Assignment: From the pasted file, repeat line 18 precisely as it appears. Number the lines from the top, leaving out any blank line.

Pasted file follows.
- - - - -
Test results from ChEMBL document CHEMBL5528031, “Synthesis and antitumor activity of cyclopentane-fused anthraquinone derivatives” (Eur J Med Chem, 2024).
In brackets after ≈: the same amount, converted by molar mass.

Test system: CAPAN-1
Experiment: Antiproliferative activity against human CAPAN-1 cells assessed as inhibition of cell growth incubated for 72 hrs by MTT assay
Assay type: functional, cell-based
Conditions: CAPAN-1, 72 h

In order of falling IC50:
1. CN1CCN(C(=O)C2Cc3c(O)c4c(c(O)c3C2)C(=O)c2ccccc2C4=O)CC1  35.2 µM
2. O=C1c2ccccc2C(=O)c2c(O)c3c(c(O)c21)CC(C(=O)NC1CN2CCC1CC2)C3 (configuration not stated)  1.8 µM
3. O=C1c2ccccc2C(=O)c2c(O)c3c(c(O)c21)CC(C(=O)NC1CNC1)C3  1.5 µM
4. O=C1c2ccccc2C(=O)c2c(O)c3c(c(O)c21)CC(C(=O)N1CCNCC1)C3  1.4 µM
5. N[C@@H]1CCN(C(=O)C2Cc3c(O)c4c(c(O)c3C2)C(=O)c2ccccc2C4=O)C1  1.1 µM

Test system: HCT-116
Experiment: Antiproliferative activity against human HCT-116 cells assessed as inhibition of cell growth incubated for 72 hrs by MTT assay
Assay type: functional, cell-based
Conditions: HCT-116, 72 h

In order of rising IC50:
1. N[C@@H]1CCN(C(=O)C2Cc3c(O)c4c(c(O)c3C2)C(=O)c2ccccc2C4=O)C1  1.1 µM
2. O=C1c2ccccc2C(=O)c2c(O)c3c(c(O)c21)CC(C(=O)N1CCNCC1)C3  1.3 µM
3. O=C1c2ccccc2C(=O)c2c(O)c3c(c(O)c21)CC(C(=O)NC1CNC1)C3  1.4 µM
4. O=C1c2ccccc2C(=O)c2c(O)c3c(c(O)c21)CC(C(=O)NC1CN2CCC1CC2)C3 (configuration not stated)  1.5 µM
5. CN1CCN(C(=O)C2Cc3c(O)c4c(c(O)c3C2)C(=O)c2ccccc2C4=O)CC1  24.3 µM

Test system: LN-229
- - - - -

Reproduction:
1. N[C@@H]1CCN(C(=O)C2Cc3c(O)c4c(c(O)c3C2)C(=O)c2ccccc2C4=O)C1  1.1 µM